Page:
Spiritual leader Pema Chodren discusses how we all have a tendency to blame others for our problems – or ourselves for our pain or suffering. We all get triggered by have certain things – without our awareness. You know how it is when you or someone you know goes from 0 to 60 when certain things happen. It’s auto pilot and you don’t even know what happened or what was triggered, but you’re sure they other person has done something to cause you to feel the way you do. It’s their fault you feel the way you do. It really, really feels like they did something to you to completely justify your response. They did it to you and it’s their fault you are in pain or suffering.
Some of us have a tendency to blame ourselves when certain things go wrong. When your child disappoints you in one way or another, “I’m not a good mother” or when your relationship is really struggling or you’re going through a divorce – “I’m worthless, inadequate, a failure”.
When it comes to blaming ourselves or others, she talks about the importance of understanding and recognizing the difference between the trigger and the source of whatever unpleasant emotion was triggered. She describes the source for all of us – seeds in our unconscious based on conditioning. She has them, I have them, we all have them.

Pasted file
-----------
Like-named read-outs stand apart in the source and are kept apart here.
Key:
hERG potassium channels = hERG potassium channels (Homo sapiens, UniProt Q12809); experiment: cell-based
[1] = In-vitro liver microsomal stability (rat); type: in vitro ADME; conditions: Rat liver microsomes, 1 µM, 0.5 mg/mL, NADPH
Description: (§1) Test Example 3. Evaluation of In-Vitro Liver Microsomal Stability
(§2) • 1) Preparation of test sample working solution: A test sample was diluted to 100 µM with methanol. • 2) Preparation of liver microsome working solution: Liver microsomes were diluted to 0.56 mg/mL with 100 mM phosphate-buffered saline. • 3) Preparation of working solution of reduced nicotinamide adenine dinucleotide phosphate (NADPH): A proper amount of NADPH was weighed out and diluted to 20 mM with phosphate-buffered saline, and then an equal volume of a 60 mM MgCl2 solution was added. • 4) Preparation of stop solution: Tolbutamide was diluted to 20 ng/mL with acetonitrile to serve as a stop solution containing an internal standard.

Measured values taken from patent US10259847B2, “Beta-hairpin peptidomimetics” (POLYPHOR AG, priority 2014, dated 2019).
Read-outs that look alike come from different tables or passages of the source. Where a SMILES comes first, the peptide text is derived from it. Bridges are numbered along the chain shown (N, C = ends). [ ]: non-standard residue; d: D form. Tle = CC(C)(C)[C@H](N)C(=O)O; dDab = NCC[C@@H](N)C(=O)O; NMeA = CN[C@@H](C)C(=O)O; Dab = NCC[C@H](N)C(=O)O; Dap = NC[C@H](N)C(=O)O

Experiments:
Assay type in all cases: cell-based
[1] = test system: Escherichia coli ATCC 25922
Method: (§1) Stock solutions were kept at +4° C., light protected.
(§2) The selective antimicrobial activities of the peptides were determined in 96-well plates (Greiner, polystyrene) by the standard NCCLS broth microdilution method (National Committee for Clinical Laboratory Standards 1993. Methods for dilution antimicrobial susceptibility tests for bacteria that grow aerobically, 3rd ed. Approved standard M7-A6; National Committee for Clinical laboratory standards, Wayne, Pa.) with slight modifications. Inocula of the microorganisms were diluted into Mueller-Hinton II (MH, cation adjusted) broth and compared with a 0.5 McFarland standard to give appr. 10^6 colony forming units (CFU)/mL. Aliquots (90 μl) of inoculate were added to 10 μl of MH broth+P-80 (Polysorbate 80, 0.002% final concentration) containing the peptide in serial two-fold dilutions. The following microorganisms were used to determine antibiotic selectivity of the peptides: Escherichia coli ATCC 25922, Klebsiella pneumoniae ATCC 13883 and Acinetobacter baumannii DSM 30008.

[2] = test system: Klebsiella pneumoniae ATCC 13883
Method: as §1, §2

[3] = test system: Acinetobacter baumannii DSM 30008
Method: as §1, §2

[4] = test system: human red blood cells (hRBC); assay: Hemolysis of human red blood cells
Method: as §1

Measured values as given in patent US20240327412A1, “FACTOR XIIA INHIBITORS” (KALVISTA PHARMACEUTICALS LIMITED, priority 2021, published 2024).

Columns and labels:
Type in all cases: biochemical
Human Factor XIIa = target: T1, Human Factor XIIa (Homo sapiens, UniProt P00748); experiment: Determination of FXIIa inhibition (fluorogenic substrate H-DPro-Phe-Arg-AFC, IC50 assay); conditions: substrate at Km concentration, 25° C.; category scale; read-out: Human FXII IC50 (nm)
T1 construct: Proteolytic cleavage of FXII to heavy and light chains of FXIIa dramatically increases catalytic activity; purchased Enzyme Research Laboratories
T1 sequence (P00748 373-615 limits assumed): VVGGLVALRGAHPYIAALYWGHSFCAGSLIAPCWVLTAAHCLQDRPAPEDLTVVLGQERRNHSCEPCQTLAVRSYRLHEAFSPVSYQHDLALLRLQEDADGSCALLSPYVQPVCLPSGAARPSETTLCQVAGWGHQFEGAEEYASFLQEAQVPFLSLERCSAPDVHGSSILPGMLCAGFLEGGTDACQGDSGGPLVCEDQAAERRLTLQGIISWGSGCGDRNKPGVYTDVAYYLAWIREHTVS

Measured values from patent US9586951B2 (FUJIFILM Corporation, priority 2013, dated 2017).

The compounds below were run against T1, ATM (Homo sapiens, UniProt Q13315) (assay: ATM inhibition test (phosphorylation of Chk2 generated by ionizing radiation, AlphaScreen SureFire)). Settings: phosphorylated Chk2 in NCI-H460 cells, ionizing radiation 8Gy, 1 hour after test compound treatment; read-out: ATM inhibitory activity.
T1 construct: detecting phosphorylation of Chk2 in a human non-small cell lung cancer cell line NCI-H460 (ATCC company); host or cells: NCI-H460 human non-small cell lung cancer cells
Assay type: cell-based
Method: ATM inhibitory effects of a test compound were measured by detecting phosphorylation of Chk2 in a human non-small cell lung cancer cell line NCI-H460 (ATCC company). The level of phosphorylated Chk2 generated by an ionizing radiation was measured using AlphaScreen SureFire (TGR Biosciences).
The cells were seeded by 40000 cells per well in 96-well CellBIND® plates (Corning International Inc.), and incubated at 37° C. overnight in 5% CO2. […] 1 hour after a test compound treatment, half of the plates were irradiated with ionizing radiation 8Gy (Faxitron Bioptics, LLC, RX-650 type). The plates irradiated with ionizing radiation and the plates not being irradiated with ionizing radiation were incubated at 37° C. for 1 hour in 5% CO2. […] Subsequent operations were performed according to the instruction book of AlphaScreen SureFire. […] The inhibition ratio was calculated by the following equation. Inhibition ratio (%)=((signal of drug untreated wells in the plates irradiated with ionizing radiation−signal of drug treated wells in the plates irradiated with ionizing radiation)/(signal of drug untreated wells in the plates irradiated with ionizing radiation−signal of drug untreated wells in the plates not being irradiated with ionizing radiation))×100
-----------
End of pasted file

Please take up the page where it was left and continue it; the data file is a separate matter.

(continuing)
Even though it somehow feels that blaming others for your problems will help you in some way, it actually makes things worse. The more your “strengthen” the habit, the tendency to blame when you’ve been triggered, the more you will do it and the worse you will feel.
You can work on changing the way you blame others or yourself. It can slowly happen over time in a way that helps relieve your suffering, rather than make things worse for you and others around you.
A helpful CD or audiobook is When Pain is the Doorway by Pema Chodron. Here is helpful excerpt in this video of Pema Chodron speaking about the Propensity to be Bothered and briefly explains this concept.